More than 700 delegates were in Buenos Aires, Argentina, earlier this month, attending Alacero-56 (The Latin American Steel Conference).

The gathering was officially opened by Martin Beradi, president of Alacero and CEO of Ternium Siderar (Argentina) who highlighted issues of concern to his audience that would be discussed over the following two days.

Beradi told delegates that the current crisis affecting the global steel industry was rooted in the overcapacity problem in China, which he claimed was a consequence of the country’s centrally planned economy.

The overcapacity in question, said Beradi, currently stands at 425Mt, which is 6.5 times the annual output of Latin America.

“Faced with excess output and the inability to close plants due to political and social reasons, Chinese steel companies – state-owned and governed by a logic that does not respond to a market economy – have aggressively sought new destinations in international markets; even drawing upon unfair trade practices,” argued Alacero, encapusulating the problem in just one sentence.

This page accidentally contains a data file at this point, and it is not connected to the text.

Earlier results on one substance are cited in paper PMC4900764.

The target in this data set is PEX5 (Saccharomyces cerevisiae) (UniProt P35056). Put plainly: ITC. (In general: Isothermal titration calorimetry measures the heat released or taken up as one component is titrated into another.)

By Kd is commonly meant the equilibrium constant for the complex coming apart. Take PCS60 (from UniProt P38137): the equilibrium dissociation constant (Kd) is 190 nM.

The Latin American steel industry is suffering from production line closures, discouraged investment, financial problems and job losses, thanks to China dumping cheap steel on its doorstep. According to Beradi, the penetration of Chinese products all along the value chain is replacing intra-regional trade and eroding regional integration. He called on Latin American governments to prioritise the problem of unfair trading and strongly consider the risks of bestowing market economy status on China in December 2016.

Alacero-56 focused on understanding the economy of the region and identifying how a context of economic recession is affecting customers and suppliers. It also set out to improve delegates’ knowledge of the regional steel industry and share strategies developed in the region.

Speaking at the conference, Ternium CEO Daniel Novegil said it was important to build more integrated value chains in Latin America, strengthen local businesses and exploit the industrial network of each country. “Investment in R&D and education are also key to the development of industries that generate quality jobs and productivity,” he said.